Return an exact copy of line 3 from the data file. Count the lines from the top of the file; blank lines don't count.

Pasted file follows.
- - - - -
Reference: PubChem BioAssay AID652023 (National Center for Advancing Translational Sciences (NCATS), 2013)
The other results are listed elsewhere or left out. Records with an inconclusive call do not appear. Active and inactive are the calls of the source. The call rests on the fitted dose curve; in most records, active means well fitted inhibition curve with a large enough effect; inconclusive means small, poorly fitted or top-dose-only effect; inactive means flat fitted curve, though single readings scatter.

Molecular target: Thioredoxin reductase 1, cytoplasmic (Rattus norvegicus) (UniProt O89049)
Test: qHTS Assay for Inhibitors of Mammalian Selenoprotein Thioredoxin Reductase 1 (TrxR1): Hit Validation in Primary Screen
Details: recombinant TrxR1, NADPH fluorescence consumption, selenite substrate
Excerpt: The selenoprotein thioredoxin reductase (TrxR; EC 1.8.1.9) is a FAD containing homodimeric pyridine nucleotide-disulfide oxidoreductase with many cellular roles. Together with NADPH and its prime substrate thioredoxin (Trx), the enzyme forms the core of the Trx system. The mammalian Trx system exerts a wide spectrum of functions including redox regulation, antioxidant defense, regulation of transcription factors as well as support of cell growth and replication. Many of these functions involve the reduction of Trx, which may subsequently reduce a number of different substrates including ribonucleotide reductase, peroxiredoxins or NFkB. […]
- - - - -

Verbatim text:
Molecular target: Thioredoxin reductase 1, cytoplasmic (Rattus norvegicus) (UniProt O89049)